Licensing is one of the most important topics in the free software/open source1 world and one that is unfortunately often overlooked or misunderstood by a large percentage of the community.
When it comes to licenses, there are typically four different options:
- No license (default copyright law applies)
I want to focus on the last two items in that list and the differences between them and the consequences of choosing one over another.
Generally, when someone is talking about a permissive license, they are usually referring to a BSD-style license. Although this is not always the case, BSD-style licenses are undoubtedly the most popular permissive licenses in use for open source software today.
On the flipside, the most common copyleft licenses in use are the GNU General Public License family of licenses (GPL, LGPL, AGPL, etc).
While there are many different licenses from which to choose, you should fully read any license you choose to apply to your project. Doing so will ensure that you will not be surprised later on when someone forks your project and invokes a clause of which you may have been aware. GitHub hosts a site that guides you in choosing an appropriate license based on the features you require.
For the past several years, permissive licenses have seen tremendous growth (arguably alongside the rise of GitHub and “social coding”). At least part of this growth can be attributed to the appeal of having a simple and easy to understand license.
Permissive licenses are extremely simple and minimal licenses that only take a few minutes to read. These licenses have only a few clauses that warn the user of no warranty, allow derivative works of the code, and sometimes require attribution where appropriate.
For example, one of the most popular permissive licenses is the MIT License. The following is the primary clause that dictates how the licensed work may be used, modified, distributed, and so on:
Permission is hereby granted, free of charge, to any person obtaining a copy of this software and associated documentation files (the "Software"), to deal in the Software without restriction, including without limitation the rights to use, copy, modify, merge, publish, distribute, sublicense, and/or sell copies of the Software, and to permit persons to whom the Software is furnished to do so, subject to the following conditions: [...]
It is critical to understand that when this style of license is employed, the work can be used in almost any fashion. If a company wants to incorporate it into a commercial proprietary product without compensating you as an author, they are well within their rights.
Copyleft licenses emerged in the mid 1980s when Richard Stallman introduced the GNU Manifesto.
The primary goal of copyleft licenses is to ensure that copies and/or modifications of the original work also remain copyleft. In effect, the original work can never become proprietary; doing so would be a violation of the license and United States copyright law.
In contrast to permissive licenses, copyleft licenses are not simple and easy to read. In fact, one of the main criticisms many people have about copyleft licenses is that they tend to be written in “legalese”.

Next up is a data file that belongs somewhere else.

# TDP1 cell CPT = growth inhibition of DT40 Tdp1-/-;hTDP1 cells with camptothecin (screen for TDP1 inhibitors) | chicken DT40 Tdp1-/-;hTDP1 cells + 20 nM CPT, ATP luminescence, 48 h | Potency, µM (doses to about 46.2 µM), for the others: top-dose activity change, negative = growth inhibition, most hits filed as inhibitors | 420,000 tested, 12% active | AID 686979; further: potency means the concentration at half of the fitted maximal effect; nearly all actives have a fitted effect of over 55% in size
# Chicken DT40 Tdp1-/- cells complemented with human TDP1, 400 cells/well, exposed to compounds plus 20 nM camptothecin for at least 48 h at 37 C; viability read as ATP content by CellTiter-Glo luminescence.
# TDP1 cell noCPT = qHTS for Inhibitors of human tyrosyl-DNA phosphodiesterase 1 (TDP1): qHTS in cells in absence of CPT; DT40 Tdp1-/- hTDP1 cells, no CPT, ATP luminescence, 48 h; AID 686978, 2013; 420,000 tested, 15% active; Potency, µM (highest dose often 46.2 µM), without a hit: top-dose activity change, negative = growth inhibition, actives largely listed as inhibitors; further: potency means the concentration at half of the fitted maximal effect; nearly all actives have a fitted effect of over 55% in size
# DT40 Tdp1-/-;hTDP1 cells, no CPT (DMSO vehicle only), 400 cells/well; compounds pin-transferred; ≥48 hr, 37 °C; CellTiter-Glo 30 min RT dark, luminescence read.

However, this is a necessary evil when you consider what these licenses are attempting to accomplish. Rather than using copyright law for its original, intended purpose, copyleft licenses pervert traditional copyright to work in its favor. By taking advantage of the strength of copyright law (in the United States, at least), copyleft licenses are able to dictate certain terms which give them a viral nature (which incidentally, is why these licenses are also sometimes referred to as viral licenses2).
Indeed, a number of copyleft licenses have been tried in a court of law and have been upheld. The most famous case is of ERIK ANDERSEN and ROB LANDLEY v. Monsoon Multimedia, Inc., which you can read more about here.
When talking with others about copyleft licenses, I have often found a number of misconceptions that are rampant.
For example, there is a common belief that you cannot sell GPL’d software. This is blatantly not true; section 1 of the GPLv2 contains this clause:
You may charge a fee for the physical act of transferring a copy, and you may at your option offer warranty protection in exchange for a fee.
The point is, you must discard any misconceptions you may have about copyleft licenses until you read the license itself.
Which is better?
Permissive licenses protect the rights of the developer, while copyleft licenses protect the rights of the user.
The most difficult part of adding a license to your project is, of course, choosing which license to use. It all comes down to a matter of personal preference and expectations.
If you expect derivatives to contribute back in any meaningful way, it makes sense to use a copyleft license. If your primary goal is to make the use of your project easy and accessible to other developers, it may make more sense to use a permissive license.
In the end, the best way to summarize it is the following: permissive licenses protect the rights of the developer, while copyleft licenses protect the rights of the user.
No matter which side of the fence you fall on, it is crucial to choose a license from the beginning for your project. Make your choice clear and visible so that there is no confusion to users or potential contributors.
For the purposes of this post, I consider the free software and open source communities to be one and the same. I’m aware that the FSF would not agree with this viewpoint. ↩
The term “viral license” is sometimes meant to be derogatory when referring to a copyleft license, but in this context it is not. ↩